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Pumper's Voice
Pumper’s Voice: A Pumping Primer
Consider the pros, cons and function of insulin infusion pumps

by Gary Scheiner, MS, CDE

More than 100,000 people in the United States use insulin pumps. Why have so many abandoned their trusty syringes and made the switch? And why isn’t everyone using them? Should you consider using one? Nothing sparks more debate among insulin users than the concept of pumps vs. shots.

How does a pump work?

The pump is a beeper-sized device that contains a cartridge filled with fast-acting insulin. It mimics your pancreas by releasing small amounts of rapid-acting insulin every few minutes. This is called basal insulin, and is designed to match the glucose released by the liver, thus keeping the blood sugar level steady between meals and during sleep. When you eat, you program the pump (with the touch of a button) to deliver a larger additional dose of insulin right away. This is called an insulin bolus, and is designed to match the carbohydrate level in the food.

Who should consider a pump?

All of you with Type 1 and those Type 2s who produce little or none of your own insulin can consider a pump. You will need the ability to press a few buttons with confidence, and should be prepared to test blood sugar levels at least four times every day and learn how to count carbohydrates to properly set the bolus levels. You’ll need to keep good written records of blood sugars, insulin doses, the carbohydrates you eat, and physical activity.

You will also need to have adequate insurance to use an insulin pump or be prepared to pay for it yourself; they cost around $6,000, and the supplies that go with them cost $1,000 to $2,000 a year. Luckily, most private medical insurance (including Medicare) now cover them.

Pump pros & cons

Before you jump to the pump, take a look at both the plusses and minuses. Based on my 10 years’ experience using shots, 12 years’ on the pump and feedback from over a thousand patients on both forms of therapy, I present some benefits:

1. More stable blood sugars. Reductions in HbA1c are common in those whose readings are often high on shots. There are also fewer “high to low” and “low to high” swings.

2. Fewer low blood sugars. By using only fast-acting insulin, there is no long-acting insulin peaking when you’re not eating. This makes pump therapy a good choice if you have frequent lows or an inability to detect low blood sugars.

3. A more flexible lifestyle. Raise your hand if you can eat, sleep and exercise at the same times every day. It’s tough, right? The pump lets you choose your own schedule.

4. Dosing accuracy. You’ll get a bolus calculator that helps you determine mealtime doses based on carb intake, blood glucose levels, and the amount of insulin still active from previous boluses.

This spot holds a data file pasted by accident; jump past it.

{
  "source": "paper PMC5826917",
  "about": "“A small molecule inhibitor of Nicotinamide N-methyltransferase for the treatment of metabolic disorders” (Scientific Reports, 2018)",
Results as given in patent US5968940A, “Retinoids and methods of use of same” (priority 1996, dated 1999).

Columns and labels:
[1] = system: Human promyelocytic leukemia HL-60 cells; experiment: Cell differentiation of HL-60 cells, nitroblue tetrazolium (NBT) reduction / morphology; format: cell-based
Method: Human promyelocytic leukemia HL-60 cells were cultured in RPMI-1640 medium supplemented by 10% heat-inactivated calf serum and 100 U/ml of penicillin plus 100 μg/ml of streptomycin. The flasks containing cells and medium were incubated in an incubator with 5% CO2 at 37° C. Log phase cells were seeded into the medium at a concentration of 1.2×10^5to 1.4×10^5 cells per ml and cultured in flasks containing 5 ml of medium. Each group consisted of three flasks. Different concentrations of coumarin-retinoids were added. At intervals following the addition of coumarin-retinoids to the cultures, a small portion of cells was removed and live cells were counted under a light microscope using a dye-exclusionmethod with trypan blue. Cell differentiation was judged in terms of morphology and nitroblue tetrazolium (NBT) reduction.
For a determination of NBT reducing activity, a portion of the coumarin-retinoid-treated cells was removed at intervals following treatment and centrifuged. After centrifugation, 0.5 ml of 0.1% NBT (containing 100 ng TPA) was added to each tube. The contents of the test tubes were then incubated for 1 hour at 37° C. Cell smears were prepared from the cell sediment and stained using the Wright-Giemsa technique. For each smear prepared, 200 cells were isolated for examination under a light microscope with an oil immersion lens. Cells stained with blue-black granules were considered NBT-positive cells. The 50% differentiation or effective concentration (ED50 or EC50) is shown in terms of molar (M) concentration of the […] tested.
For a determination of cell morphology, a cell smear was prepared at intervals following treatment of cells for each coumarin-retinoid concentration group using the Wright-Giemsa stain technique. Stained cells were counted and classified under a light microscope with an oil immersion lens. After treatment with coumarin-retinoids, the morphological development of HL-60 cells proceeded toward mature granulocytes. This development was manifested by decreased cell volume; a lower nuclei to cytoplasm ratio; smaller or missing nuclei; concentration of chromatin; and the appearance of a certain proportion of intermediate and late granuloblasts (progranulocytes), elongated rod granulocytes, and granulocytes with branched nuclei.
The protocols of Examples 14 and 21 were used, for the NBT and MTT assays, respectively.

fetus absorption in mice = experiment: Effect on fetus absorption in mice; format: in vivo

5. Precise dosing within tenths or twentieths of a unit.

6. Convenience. You don’t have to draw up syringes every time you need insulin; just reach to your side and press a few buttons.

7. No Shots. You change the pump’s infusion set just two or three times a week—no more discomfort from multiple daily insulin injections.

8. Easy adjustments for life’s little circumstances. You can adjust the pump’s basal rate to permit good blood sugar control for things like illness, seasonal sports, restaurant food and menstruation.

9. Weight Control. Eat what and when you choose; snacks are not required when you use a pump.

10. Novelty. The “high-techness” of the pump can add a dimension of excitement and fun to one’s diabetes care.

… and some drawbacks:

1. Cost. Although most insurance plans cover insulin pumps and supplies, there are often
co-pays and deductibles.

2. A learning curve. Don’t expect good control right away. It may take you a few months to get the basal and bolus doses regulated and adjust to using the pump.

3. Inconvenience. Wearing the pump around the clock, even during sleep, can become awkward once in a while.

4. Technical Difficulties. As a mechanical device, pumps are prone to occasional infusion set clogs, power failures, computer glitches and damage due to typical wear and tear.

5. Skin Problems. Your skin can become irritated from the infusion set adhesive.

6. Ketosis. The absence of long-acting insulin with pump use can present a problem if insulin delivery is interrupted for more than a few hours. Very high blood sugar can occur, and ketones may appear in the bloodstream and urine.

7. Infusion Set Changes. You must change your infusion set every couple of days. This 3-10 minute procedure involves numerous steps and can be momentarily painful or traumatic for the novice pump user.

The next step

Discuss this decision with your doctor—it’s an important one for you and your family. If your doctor is not familiar with insulin pumps or dismisses them as being a “waste of time,” consider finding a diabetes specialist who is familiar with pump therapy. Ideally, find a doctor who invites your input and works with diabetes educators who can assist you with your pre-pump education and post-pump blood sugar management. If this is not available to you, feel free to contact my office for additional resources or direct support.

Insulin pump manufacturers and distributors offer information on their web sites so you can learn more as you make your decision. Find out if there are insulin pump support groups in your area; they are excellent forums for meeting pump users and finding out about their experiences.

Editor’s note: Gary Scheiner is a Certified Diabetes Educator with a private practice specializing in intensive diabetes management for children and adults. He has had type 1 diabetes for 22 years and has used an insulin pump for the past 12. He offers his services via phone and the Internet to clients throughout the world. For questions or more information, you may contact him at gary@integrateddiabetes.com, or call 877-735-3648.